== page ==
Moore's Law, Increasing Complexity, and the Limits of Organization: The Modern Significance of Japanese Chipmakers' DRAM Business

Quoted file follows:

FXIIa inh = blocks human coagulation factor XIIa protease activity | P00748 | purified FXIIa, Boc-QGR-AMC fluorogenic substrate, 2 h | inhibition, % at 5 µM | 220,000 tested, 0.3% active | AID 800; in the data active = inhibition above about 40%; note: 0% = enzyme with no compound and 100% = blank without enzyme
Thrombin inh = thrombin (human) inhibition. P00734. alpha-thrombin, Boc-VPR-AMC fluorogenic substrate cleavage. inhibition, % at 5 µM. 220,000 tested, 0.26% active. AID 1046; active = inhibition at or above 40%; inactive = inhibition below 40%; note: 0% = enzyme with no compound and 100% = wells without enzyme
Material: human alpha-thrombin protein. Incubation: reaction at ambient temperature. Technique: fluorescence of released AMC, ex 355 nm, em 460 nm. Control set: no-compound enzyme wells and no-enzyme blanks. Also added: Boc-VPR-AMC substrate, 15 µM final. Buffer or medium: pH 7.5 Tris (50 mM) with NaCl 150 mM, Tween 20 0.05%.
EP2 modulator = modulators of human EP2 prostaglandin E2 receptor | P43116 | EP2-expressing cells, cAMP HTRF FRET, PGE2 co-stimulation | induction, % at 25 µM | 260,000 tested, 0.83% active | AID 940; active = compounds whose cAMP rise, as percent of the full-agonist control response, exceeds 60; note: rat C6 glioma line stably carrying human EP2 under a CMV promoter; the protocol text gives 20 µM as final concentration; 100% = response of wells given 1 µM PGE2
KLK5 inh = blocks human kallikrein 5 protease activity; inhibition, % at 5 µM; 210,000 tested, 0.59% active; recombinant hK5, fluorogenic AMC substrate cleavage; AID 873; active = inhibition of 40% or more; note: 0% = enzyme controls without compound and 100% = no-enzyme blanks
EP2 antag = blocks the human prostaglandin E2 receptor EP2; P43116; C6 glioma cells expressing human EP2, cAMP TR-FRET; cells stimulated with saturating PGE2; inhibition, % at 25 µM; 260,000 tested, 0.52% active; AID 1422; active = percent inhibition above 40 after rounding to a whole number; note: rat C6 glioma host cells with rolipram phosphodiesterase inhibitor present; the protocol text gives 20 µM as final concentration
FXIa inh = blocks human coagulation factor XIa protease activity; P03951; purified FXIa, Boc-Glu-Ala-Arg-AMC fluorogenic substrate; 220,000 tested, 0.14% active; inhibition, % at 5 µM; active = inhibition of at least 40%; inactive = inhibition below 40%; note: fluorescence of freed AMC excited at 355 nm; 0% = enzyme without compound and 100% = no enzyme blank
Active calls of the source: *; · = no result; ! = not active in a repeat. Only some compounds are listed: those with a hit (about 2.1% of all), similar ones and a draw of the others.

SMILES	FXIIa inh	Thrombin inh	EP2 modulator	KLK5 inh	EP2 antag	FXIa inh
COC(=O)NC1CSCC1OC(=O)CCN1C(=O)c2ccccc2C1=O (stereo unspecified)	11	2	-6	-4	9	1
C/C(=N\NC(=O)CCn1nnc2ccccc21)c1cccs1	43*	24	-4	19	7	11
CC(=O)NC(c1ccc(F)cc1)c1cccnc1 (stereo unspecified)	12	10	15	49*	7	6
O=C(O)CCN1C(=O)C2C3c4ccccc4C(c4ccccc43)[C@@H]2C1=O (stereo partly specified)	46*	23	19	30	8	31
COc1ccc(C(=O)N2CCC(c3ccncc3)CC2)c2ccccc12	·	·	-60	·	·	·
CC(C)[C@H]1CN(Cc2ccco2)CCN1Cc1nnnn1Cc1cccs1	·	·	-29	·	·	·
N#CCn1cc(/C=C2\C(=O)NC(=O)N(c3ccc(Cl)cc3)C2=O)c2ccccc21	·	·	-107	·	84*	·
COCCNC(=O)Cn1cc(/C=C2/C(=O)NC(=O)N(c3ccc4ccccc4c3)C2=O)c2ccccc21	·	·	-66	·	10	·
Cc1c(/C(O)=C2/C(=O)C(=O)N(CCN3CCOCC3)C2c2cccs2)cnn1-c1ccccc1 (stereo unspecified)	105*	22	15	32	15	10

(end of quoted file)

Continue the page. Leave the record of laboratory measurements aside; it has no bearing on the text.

The purpose of this paper is to identify the organizational constraints on science innovations in the midst of the increasing complexity of technology and markets and to search for measures to overcome them. For this purpose, we scrutinize the rise and fall of Japanese chipmakers in their commodity DRAM business during the last three decades, during which time all of them have been deeply wounded. We take up this business case mainly because the Japanese semiconductor industry seems to be a forerunner of various science-based industries facing rapid globalization and could provide instructive examples for them in an age of speed-to-market. We think that the rise and fall of Japanese chipmakers in their commodity DRAM business has been deeply influenced by three kinds of ever-growing complexities: the growing market-complexity triggered by the collapse of commodity DRAM prices in 1996, the growing (manufacturing) system-complexity boosted by the advent of 200mm fabrication plants (fabs) in the early 1990s, and the growing process-complexity in fabrication technologies necessitated by 64Mb commodity DRAMs. We explain how and why, compared with U.S. and Korean competitors, Japanese chipmakers could not respond to these growing complexities in a systematic and well-organized manner.
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